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Weekly Reflection
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What does it take to survive loss and grief?

When I was a child, I watched a popular show about a little prairie girl, who grew up to be a mother, teacher and author. Her name was Laura Ingalls Wilder and the show was "Little House on the Prairie".  

There was a particular episode where Laura, nicknamed Half-Pint, ran away from home following the tragedy of the death of her baby brother, Charles Jr., shortly after he was born. The entire family was mourning the loss of Charles, Jr, the son Pa had always wanted. Before the infant passed away of illness, Laura felt particularly jealous and feared Pa was replacing her with the son she could never be. Until Charles Jr., Laura was as close as a scrappy little boy as Pa could want. But after baby Charles was born, in Laura's eyes, all Pa talked about was her new baby brother. Pa and Ma were particularly preoccupied thru-out the infant's illness. Upon the passing of baby Charles, Ma and Pa were caught up in their grief and, for obvious reasons, were not aware of all that Laura was feeling.

Laura felt particularly sad because she secretly felt non-sympathetic as the infant grew ill and felt guilt stricken that somehow her feelings towards the infant caused the child to perish. She ran away to the mountains where she met an old man who helped her see that God would not take her brother because she was jealous. He helped her heal from her grief and sadness.

Meanwhile, Pa and Ma were overcome with the fear that great harm would come to Laura and the worse fear included the possibility that they would lose another child. While the episode may not have included all the emotions and fears that rushed the parents, it's clear that when a tragedy happens in our life, we may rightfully lose sight of the goodness still in our life.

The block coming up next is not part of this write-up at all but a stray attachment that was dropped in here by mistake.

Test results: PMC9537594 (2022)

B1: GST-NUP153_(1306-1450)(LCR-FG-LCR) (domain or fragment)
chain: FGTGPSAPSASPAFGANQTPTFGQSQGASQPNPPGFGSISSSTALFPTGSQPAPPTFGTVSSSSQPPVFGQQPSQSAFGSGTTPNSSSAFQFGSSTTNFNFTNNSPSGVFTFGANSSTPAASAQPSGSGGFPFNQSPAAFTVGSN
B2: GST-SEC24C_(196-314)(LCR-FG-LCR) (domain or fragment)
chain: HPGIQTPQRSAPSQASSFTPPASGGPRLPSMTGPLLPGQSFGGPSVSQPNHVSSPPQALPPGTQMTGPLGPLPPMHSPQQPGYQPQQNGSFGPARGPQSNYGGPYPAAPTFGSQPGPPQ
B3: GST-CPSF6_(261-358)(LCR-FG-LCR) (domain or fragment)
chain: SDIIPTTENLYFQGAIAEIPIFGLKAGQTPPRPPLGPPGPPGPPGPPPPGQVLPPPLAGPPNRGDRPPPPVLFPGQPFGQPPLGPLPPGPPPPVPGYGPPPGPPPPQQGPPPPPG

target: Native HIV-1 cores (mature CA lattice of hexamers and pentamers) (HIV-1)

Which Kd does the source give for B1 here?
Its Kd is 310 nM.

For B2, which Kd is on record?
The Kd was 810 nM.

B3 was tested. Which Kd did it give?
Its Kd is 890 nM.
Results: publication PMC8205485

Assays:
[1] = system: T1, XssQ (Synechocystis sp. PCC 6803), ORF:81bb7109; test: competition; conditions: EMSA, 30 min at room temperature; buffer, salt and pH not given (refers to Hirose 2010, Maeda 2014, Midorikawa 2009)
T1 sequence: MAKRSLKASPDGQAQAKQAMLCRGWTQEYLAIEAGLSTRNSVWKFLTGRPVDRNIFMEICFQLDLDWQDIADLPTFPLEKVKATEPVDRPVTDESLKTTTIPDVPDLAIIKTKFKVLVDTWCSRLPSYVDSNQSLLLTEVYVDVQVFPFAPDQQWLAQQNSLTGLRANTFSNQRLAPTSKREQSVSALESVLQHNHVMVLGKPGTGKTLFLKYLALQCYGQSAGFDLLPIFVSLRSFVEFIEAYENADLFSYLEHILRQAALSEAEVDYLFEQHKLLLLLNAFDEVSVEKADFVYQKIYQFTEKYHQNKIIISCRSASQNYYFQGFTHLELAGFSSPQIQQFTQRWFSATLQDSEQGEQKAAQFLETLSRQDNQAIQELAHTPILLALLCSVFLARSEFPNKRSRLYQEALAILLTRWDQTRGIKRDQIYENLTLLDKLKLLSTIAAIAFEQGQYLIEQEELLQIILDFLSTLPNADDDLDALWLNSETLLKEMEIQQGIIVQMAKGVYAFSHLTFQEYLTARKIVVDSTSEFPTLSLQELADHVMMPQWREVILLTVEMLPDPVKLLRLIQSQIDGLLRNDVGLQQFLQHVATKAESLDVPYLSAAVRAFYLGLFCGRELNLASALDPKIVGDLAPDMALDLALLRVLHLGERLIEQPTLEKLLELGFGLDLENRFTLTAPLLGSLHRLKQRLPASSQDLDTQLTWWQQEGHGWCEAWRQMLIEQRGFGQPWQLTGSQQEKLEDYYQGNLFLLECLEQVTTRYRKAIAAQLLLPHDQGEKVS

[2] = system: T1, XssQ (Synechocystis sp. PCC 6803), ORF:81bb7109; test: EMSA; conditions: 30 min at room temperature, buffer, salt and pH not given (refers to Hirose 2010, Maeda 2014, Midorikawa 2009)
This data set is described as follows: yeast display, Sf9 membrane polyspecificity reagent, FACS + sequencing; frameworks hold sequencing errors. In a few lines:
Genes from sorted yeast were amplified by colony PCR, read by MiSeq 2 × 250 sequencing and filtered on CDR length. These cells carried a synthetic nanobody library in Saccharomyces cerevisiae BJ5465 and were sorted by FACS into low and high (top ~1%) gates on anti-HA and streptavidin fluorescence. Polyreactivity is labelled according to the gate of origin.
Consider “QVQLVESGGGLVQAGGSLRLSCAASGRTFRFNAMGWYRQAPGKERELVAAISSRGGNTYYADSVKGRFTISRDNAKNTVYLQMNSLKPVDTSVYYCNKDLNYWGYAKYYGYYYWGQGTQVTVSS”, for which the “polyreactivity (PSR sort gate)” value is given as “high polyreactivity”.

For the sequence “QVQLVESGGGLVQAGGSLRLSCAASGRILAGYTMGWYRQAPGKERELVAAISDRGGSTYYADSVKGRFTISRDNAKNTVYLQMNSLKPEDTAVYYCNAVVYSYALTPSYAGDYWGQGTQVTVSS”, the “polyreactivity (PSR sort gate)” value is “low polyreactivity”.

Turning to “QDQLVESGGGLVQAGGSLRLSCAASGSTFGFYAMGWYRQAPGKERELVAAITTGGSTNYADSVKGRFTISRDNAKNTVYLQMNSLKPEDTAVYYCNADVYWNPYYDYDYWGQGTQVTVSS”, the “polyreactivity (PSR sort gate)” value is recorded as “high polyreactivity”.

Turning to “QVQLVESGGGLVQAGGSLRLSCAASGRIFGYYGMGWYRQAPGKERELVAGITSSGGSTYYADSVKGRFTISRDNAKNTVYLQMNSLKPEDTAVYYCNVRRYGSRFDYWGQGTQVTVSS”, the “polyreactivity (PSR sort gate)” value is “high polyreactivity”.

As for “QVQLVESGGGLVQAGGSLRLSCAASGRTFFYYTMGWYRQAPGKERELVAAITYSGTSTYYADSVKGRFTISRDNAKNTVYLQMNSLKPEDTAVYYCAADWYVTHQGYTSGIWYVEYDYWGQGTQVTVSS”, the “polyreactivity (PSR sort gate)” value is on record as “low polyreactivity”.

In the end of the episode, Laura was found on the mountain, she was well cared for and while evidence indicated she could not have survived without divine intervention, no other person was ever found. Ma and Pa undoubtedly would never forget the loss of baby Charles, but the miracle that Laura was alive and safe gave them hope and furthered the entire family's healing process.

While they would not have chosen Laura to run away and be in danger; the situation illuminated the notion that in times of loss, the darkness in our life seems to overshadow the light of all that we still have and hold true to our hearts. While the reasons for the darkness are righteous and our feelings are real, allowing such an opportunity to see the entire perspective may allow for a smoother transition period and family healing.

You and your family need not go to the mountains to seek help from the angels above to understand the power of forgiveness, love and empathy. Such power is like everyday divine intervention when you open the door to communicate with those you love and love you. Being the help others need can provide help for you as well!

Nor may we ever get back what we fear we may have lost, like Laura's disappearance forced her parents worst fears, since we may never know such a situation following life tragedies or setbacks like the one in this episode.

More likely, we may experience our children and other family members slowly slip out of our lives as we dwell for years in the shadows of our pain. Regardless if the pain is from divorce, setbacks or the loss of a loved one, don't wait for additional fears to awaken you. Heal, but heal openly and deliberately, together as a family. Let your children know you understand, they too, feel grief and sadness. Recognizing their feelings allows them to express themselves in productive ways to expel their grief. Talk to each other, listen to each other and be patient with one another. The grieving process takes time. Allow yourself and family time to heal and survive the difficult times you experienced as a family. This will bring the light back into you and your family's life!